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Sleep Better by Changing Your Diet
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Sleep Better by Changing Your Diet

Sleep Tips
Read Time: 4 minutes

Did you know that what you eat can affect how you sleep? Some sleep experts and studies have found that adding foods that aid rest and eliminating those that sabotage sleep can have significant impact on a person’s quality of rest, especially when combined with improved sleep habits. While not a miracle cure, good diet and overall good health will help a person sleep better and can be easier to achieve than you realized. Keep reading to see some of the top foods include as well as those to avoid when trying to get quality shut-eye.

Foods & Habits That Help You Sleep Better

Tryptophan and its effect on the production of serotonin help people sleep better. Food sources can be used to increase the levels of these natural sleep aids. The following lists may be helpful when trying to change your diet to help your quest for better rest.

Lighter Evening Meals

The old adage – Breakfast like a king, lunch like a prince and supper like a pauper still holds true today, according to an article on Discovery’s Fit & Health site. They suggest having a filling breakfast comprised of a variety of food groups including grains, protein and fruit; a moderate lunch smaller servings of grains and proteins; and  a dinner at least two hours before bed. By eating a lighter meal at night, people who suffer from indigestion or gastro reflux will be less likely to have problems when trying to rest. The harder your body is working at digesting food, the less restful you are also likely to feel. Fitness Magazine also cites research showing that skipping midday meals and overcompensating with larger suppers can throw off sleep patterns and hormones.

Earlier Evening Meals

Eat your last meal of the day early in the evening, before 8 P.M. (or 3-4 hours before your bed time). According to an article in FitSugar, people who eat later are less likely to consume enough fruits and vegetables and also consume more calories than those who eat earlier, so eating earlier might help with weight loss goals as well.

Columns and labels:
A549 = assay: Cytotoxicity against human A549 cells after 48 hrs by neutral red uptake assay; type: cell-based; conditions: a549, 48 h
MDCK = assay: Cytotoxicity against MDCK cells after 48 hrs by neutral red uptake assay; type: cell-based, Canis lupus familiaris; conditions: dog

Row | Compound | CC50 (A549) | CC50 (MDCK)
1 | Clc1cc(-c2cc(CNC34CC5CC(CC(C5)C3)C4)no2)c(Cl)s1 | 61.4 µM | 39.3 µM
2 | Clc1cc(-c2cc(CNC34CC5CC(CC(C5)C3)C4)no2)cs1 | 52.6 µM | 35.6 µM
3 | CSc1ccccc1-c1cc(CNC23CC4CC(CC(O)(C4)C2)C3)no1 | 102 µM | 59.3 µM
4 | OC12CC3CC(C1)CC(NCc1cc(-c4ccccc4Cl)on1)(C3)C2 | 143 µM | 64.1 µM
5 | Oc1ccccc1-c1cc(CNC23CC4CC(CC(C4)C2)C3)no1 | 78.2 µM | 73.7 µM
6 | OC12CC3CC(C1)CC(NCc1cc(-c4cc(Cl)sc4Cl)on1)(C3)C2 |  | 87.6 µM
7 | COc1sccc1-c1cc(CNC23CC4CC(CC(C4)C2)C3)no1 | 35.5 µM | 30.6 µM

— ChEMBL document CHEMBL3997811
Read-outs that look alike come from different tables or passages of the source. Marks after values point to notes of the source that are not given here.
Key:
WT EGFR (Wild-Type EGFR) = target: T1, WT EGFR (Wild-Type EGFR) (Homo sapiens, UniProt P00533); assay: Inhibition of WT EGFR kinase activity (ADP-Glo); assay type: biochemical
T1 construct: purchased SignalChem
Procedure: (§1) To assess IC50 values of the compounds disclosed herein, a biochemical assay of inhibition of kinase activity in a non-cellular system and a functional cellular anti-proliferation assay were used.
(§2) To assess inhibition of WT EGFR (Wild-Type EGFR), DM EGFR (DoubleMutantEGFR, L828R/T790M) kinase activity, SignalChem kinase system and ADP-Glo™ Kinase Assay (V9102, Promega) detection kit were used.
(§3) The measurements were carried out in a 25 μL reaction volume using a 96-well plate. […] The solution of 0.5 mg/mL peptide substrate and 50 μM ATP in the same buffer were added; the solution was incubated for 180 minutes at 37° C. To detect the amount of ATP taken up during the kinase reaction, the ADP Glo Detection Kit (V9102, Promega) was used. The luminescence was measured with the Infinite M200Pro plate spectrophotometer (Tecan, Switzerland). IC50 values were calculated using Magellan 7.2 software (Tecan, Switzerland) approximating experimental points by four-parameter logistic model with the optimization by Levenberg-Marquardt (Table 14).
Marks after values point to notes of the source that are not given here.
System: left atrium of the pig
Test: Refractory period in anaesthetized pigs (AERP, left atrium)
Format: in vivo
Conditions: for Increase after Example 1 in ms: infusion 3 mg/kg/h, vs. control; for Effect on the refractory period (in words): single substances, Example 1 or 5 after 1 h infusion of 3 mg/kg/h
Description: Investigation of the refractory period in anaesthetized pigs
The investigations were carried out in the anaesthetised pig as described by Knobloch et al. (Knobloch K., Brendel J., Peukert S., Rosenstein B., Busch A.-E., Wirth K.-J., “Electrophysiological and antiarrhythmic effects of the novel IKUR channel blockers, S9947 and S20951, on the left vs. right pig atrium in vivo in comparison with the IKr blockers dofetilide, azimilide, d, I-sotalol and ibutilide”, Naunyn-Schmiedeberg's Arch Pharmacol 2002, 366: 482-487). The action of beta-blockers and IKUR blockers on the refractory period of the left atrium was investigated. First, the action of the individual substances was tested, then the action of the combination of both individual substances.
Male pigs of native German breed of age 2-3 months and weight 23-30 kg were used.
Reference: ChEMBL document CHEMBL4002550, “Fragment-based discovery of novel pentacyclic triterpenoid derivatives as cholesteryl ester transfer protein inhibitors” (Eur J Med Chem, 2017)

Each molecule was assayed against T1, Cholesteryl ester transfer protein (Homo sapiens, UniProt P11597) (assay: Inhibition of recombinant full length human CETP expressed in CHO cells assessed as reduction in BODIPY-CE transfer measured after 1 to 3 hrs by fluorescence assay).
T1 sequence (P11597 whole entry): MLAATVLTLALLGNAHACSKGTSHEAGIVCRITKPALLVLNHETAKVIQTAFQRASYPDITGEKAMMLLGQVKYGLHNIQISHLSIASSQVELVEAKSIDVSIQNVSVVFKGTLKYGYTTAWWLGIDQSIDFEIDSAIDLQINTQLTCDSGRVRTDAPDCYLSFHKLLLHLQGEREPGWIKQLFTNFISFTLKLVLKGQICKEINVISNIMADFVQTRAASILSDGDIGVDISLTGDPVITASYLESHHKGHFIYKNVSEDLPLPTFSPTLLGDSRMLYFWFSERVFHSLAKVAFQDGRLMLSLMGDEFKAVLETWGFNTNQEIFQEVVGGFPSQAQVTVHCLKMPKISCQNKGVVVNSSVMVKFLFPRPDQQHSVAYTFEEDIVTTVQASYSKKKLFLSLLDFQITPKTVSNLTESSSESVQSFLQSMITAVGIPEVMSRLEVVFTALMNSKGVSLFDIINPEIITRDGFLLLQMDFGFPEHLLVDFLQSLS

Carbs for Dinner

carbs and sleep

While avoiding high-glycemic foods is a often a goal of dieters, some research presented in Fitness Magazine suggests that eating carbs can help boost production of tryptophan, an amino acid involved in sleepiness. The study cited showed improved sleep among people who consumed jasmine rice for dinner.

Don’t Starve Yourself

Very low calorie diets can make people hungry, irritable and deficient in many vitamins and minerals necessary for healthy, restorative sleep, like folic acid or iron. Fitness magazine suggests a well-rounded diet with vitamin-rich foods.

Small Nighttime Snacks

Do have a small snack an hour or so before going to bed, especially if you get hungry at night. Summarizing an article from Reader’s Digest, a combination of milk and honey or a banana may be helpful for promoting rest, as the carbohydrates in honey helps the tryptophan found in milk enter the brain. Foods highest in tryptophan include chicken, soybeans, turkey and tuna, though there are many other good sources. A light, low-sodium sandwich, protein and crackers, edamame and rice or other combinations could all be good options, but aim to keep it between 100-200 calories.  Others recommend protein-based snacks like nuts, nut butters or fruit yogurt. Experiment and see what works for you, but remember to avoid food sensitivities like dairy if you suffer lactose intolerance.

Exercise

Do exercise early in the day, in natural sunlight if possible. Most people will raise their metabolism for several hours after strenuous exercise which can make it difficult to fall asleep. Exercising outdoors, running, jogging, walking will increase natural levels of melatonin, helping adjust the body’s natural circadian rhythm.

Sleep Supplements